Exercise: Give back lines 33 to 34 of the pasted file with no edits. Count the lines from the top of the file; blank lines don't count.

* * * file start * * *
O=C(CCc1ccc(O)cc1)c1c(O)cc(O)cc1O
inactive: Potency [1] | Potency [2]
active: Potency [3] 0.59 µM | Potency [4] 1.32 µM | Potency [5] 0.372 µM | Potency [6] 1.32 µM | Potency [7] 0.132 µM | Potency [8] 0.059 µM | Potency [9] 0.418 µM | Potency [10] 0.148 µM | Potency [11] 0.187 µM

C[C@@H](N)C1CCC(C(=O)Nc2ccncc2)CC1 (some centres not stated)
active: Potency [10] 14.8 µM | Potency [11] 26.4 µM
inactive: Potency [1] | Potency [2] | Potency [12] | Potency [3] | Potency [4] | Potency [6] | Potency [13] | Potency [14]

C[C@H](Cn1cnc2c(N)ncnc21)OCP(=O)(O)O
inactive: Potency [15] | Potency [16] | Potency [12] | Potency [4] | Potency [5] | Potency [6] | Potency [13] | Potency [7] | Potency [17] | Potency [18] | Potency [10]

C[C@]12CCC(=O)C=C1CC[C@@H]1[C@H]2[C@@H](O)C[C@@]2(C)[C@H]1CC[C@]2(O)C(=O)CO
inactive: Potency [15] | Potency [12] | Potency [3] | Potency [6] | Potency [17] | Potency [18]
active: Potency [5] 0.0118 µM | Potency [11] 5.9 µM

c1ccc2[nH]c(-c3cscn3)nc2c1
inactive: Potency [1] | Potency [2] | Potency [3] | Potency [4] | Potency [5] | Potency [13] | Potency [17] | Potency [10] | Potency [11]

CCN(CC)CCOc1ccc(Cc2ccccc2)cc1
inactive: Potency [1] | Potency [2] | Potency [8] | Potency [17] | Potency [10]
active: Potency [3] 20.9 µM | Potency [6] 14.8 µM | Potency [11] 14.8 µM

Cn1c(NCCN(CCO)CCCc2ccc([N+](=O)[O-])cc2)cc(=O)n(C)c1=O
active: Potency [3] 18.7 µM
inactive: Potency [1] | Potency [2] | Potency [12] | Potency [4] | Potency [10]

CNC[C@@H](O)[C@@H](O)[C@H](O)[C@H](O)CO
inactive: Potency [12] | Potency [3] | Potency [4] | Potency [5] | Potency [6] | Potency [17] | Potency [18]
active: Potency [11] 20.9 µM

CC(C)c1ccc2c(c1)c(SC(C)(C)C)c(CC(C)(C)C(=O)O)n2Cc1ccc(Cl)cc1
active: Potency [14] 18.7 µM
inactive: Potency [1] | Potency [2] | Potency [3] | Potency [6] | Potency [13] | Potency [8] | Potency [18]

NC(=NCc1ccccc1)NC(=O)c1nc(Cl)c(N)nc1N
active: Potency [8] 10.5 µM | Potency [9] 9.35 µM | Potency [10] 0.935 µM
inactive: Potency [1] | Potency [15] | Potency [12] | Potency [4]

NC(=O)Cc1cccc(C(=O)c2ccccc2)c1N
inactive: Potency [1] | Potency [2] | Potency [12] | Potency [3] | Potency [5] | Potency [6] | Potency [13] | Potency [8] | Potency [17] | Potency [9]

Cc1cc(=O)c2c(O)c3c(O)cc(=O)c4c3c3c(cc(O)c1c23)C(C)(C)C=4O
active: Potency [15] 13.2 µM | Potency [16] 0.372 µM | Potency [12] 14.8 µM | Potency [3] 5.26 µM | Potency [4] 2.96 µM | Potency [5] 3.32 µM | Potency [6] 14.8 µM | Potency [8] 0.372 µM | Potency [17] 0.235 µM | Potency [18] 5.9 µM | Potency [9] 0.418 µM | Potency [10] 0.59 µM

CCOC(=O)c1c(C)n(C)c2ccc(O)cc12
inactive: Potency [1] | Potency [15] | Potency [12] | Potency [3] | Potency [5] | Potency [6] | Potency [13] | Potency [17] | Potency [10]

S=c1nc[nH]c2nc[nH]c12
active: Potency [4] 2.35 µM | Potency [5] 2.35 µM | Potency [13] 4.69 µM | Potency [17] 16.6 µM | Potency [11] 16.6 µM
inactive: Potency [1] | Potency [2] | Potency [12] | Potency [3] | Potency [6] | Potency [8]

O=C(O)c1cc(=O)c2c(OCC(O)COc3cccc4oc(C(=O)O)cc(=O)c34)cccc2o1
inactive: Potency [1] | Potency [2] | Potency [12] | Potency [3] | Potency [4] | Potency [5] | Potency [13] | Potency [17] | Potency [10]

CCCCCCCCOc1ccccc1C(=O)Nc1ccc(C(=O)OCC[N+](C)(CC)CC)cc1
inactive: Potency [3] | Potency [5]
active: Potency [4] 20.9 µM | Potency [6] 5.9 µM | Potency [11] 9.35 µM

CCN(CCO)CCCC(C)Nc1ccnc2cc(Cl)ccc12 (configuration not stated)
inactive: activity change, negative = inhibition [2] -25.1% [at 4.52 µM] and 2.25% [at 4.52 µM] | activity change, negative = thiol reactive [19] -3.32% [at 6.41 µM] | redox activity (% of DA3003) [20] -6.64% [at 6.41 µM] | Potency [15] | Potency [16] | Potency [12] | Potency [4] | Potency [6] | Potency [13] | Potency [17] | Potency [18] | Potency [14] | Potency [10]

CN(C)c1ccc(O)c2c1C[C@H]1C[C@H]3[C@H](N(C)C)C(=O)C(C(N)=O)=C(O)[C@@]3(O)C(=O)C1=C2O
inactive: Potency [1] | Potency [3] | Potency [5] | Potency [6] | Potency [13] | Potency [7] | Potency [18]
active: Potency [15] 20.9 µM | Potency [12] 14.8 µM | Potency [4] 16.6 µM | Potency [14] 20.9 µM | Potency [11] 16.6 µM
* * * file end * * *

CCOC(=O)c1c(C)n(C)c2ccc(O)cc12
inactive: Potency [1] | Potency [15] | Potency [12] | Potency [3] | Potency [5] | Potency [6] | Potency [13] | Potency [17] | Potency [10]